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Old 08-21-02, 06:39 PM   #1
TheTaz
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Talking Thoroughbred B... Thtptptptpt... Where's the Bartons?

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Old 08-21-02, 11:01 PM   #2
netviper13
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Well we don't really know. The current hope is that the 2800+ will be on the Barton core, but you never know. They may try to save it for a rainy day.
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Old 08-21-02, 11:19 PM   #3
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Well I guess they had to have more than 1 processor (XP 2200) a T'bred...

Oh Well... Hopefully they will be out around X-mas

Then I can get an nForce 2, DDR 400 (I hope), a Barton (I hope), and an NV30 (I hope).

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Old 08-22-02, 09:35 AM   #4
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Talking I don't think 2800+ = Barton

Perhaps if the 2400+ and the 2600+ did not exist wcould not be OC'ed with a 166MHz FSB past 2.53GHz, AMD would have rushed the release of Barton. But now that these processors DO exist and because they ARE so OCable, I think AMD has more breathing room for Barton and Hammer. Especially if Intel gets caught flat-footed.
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Old 08-22-02, 05:45 PM   #5
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Well... I don't see the 64-bit processors catching on right away...

I mean... nobody wants to buy ANOTHER version of Windows when all the apps will still be 32-bit. (Sorta like the transition from Windows 3.1 to Windows 95). It's gonna take a couple years for the average applications to make the transition from 32-bit to 64-bit.

Initial use for the 64-bit processors will only be Servers, and high end engineering workstations, where their applications will also be 64-bit.

So... I'm more excited about the Barton with the 512k L2 cache.

/shrug
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Old 08-22-02, 09:34 PM   #6
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um, Hammer will be a mainstream consumer CPU next year which supports both 64/32bit. that is the next product line for AMD after Barton, which is also a consumer chip. i do agree that 64bit software won't catch on for quite some time, as Intel currently AFAIK has no consumer 64bit CPU planned. but yes, Hammer is 64bit, but it will also be faster in 32bit than any other AMD CPU, so it will certainly catch on.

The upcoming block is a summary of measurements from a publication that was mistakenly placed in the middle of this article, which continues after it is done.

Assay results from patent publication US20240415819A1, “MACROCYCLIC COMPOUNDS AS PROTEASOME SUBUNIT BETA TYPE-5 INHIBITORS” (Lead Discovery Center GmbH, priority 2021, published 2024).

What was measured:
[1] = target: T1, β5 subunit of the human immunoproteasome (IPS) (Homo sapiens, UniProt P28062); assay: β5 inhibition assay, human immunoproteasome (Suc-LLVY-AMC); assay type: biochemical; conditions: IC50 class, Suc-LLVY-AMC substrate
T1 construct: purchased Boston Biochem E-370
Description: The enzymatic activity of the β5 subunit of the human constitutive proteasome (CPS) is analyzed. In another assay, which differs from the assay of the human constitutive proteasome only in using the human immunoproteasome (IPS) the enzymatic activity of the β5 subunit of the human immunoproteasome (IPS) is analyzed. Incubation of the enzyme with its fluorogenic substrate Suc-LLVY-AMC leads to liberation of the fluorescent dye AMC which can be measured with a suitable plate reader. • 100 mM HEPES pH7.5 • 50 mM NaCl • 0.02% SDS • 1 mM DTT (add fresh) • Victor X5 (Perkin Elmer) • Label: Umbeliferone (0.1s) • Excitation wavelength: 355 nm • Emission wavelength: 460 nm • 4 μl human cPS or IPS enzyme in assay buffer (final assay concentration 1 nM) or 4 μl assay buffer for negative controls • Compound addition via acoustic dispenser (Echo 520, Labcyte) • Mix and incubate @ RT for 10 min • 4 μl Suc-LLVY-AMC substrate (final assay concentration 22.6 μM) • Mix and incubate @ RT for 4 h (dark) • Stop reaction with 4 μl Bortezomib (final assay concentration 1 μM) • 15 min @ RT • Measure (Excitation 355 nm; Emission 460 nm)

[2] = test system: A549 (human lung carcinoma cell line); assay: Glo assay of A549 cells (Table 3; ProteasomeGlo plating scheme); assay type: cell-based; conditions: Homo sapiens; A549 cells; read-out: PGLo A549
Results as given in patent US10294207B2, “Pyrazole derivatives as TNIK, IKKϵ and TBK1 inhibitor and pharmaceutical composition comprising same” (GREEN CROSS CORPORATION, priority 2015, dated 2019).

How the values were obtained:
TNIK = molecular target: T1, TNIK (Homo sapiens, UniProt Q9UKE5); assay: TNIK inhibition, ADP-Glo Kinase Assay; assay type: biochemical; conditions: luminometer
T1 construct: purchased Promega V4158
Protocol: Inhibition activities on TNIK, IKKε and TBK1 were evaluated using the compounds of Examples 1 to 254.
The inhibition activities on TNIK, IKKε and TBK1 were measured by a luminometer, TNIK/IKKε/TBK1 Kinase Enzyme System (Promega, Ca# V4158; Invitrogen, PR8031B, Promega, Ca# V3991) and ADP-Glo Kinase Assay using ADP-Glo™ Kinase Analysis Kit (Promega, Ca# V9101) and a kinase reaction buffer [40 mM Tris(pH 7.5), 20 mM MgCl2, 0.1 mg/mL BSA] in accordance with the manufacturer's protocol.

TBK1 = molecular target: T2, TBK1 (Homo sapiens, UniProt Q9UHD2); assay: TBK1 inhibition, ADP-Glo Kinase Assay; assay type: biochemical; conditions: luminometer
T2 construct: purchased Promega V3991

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Old 08-23-02, 05:05 PM   #7
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Quote:
Originally posted by TheTaz
Well... I don't see the 64-bit processors catching on right away...

I mean... nobody wants to buy ANOTHER version of Windows when all the apps will still be 32-bit. (Sorta like the transition from Windows 3.1 to Windows 95). It's gonna take a couple years for the average applications to make the transition from 32-bit to 64-bit.

Initial use for the 64-bit processors will only be Servers, and high end engineering workstations, where their applications will also be 64-bit.

So... I'm more excited about the Barton with the 512k L2 cache.

/shrug
what the last guy said. It'll be (probably a lot) faster than Barton in 32 bit, and have the ability to go 64 should I ever want to...
I'm told UT will do 64 bit someday...
I'm told WinXP 64 is great, and I don't even have XP yet...
so if thats cheap enough, the system would be well worth it.
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Old 08-24-02, 04:42 AM   #8
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I would assume they wanted to fix up the existing core and release that before adding to it.
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